A young woman giving two thumbs up with an annoyed expression on her face.

Has someone sent you the letters “IK” in response to your informative message? It’s the easiest way to convey that you’re not out of the loop. Here’s what this acronym means and how to use it in your next text conversation.

I Know

IK means “I know.” It’s used in text messages and social media to convey that you already know about something. For example, someone might say to you, “The weather’s going to be rainy tomorrow. Bring an umbrella.” If you already read the weather report, you might reply with “IK.”

You can also use it to respond to someone asking if you knew about a particular fact. For instance, someone messages you, “dId you know that our favorite coming band is playing a show here next month?” If the answer is yes, you might reply with “IK” instead.

During the early days of the internet, people primarily wrote IK in uppercase. However, with the adoption of mobile phone keyboards as the most common way of typing out messages, it’s widespread to see IK written in the lowercase “ik” or even the sentence-case “Ik.” Be careful — it’s easy to get the uppercase “I” confused for a lowercase “L.”


Nowadays, young people mostly use IK in text messages. Like a few other acronyms, you can use it in a message entirely on its own since it forms a complete sentence. You can deploy it in various contexts, from discussing household errands to talking about the latest breaking news.

The Origin of IK

IK is a very early internet acronym, popping up around the same time as its counterpart IDK. It’s part of a group of internet acronyms that started in online chats and messages to type messages faster and fit them within character limits. The first definition for IK on the internet slang repository Urban Dictionary was created in October 2004 and reads, “Used in IM. Means I Know.” In this definition, “IM” means “instant messenger.”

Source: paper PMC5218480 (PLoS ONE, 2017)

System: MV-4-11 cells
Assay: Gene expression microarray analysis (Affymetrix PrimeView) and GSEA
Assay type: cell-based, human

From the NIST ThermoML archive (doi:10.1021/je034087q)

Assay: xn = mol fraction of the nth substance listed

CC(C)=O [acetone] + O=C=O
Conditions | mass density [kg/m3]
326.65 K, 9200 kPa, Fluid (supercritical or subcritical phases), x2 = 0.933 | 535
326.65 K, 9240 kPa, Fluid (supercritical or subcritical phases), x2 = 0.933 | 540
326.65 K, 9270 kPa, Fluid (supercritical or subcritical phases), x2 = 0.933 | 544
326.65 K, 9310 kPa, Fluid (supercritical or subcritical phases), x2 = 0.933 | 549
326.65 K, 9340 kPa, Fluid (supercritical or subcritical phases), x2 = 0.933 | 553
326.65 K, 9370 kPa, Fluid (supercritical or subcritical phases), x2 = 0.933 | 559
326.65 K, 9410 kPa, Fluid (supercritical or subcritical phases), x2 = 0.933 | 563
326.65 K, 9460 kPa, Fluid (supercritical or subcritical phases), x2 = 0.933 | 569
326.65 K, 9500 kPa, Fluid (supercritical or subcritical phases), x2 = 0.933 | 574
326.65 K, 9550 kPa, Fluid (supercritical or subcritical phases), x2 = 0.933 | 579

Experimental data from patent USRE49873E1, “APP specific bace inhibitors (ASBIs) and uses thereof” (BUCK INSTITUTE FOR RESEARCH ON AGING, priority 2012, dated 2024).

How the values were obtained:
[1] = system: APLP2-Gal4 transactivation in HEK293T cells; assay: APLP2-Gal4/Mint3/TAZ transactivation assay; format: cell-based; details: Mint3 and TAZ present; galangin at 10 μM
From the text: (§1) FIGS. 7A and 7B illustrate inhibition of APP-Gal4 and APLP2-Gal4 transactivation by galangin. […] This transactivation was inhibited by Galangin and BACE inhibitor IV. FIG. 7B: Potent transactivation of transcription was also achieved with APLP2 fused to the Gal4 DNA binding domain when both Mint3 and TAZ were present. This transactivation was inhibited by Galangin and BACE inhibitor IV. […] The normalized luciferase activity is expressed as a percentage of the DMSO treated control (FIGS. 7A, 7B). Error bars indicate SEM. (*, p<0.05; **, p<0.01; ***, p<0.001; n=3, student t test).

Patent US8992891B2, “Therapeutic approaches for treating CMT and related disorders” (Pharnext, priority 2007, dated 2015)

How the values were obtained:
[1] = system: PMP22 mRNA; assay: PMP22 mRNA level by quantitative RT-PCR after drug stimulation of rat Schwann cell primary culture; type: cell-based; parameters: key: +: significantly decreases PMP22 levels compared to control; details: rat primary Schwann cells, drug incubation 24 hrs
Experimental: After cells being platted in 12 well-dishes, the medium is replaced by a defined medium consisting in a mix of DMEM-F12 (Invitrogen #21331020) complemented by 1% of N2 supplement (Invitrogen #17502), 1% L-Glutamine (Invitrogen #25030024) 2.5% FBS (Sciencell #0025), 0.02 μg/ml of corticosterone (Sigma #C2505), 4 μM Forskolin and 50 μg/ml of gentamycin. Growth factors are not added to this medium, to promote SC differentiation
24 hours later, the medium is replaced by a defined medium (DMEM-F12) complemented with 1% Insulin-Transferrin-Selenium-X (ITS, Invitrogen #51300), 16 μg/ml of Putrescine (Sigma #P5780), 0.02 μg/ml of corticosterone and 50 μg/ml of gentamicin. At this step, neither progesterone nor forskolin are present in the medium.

Eventually, IK spread across the internet, with people of all ages using it in direct messages. But, while you might occasionally find it on social media platforms like Twitter and Facebook, it’s particularly popular in private conversations between people.

IK is essentially the exact opposite of the acronym “IDK,” which means “I don’t know.” IDK helps convey your confusion or ignorance about something, while IK clarifies that you already knew about it.

Of Course, I Know

As with every internet acronym, using IK has some critical differences to its non-acronym version, “I know.” While the latter is a simple way to highlight your pre-existing knowledge, the former can take on an “annoyed” tone. It might even suggest that you’re insulted at their assumption of ignorance, and you feel that they’re “talking down” at you.

For example, if someone tells you, “don’t forget to unplug all the appliances before you leave the apartment,” when that’s something you always do, you might reply with “ik.” The short, blunt nature of the acronym on its own gives it a dismissive tone, similar to other slang terms like NVM or the simple “K.”

However, as with anything people say on the internet, it can be difficult to read tone and intention into a bunch of text. Before you get up in arms about someone messaging you with “ik,” make sure to figure out what they mean first. Some acronyms do just that, such as WDYM.


IK can also imply that a message is basic knowledge or common sense. For example, if someone says to you, “You should try not to burn yourself,” you might reply “IK” because everyone already knows they should avoid getting burnt.

How to Use IK

Using IK in your messages is pretty straightforward. When somebody tells you something you already know, reply with “IK.” You can use it in both uppercase or lowercase, however, the lowercase version is significantly more common among younger people.

Here are a few examples of IK in action:

  • “ik”
  • “IK, you don’t have to tell me twice.”
  • “I heard it yesterday, so ik.”
  • “Yes, ik.”

If you want to learn more about the most common internet acronyms, check out our explainers on NP, LOL, and NM. You’ll be a digital slang expert in no time!

RELATED: What Does "NM" Mean, and How Do You Use It?

Profile Photo for Vann Vicente Vann Vicente
Vann Vicente has been a technology writer for four years, with a focus on explainers geared towards average consumers. He also works as a digital marketer for a regional e-commerce website. He's invested in internet culture, social media, and how people interact with the web.
Read Full Bio »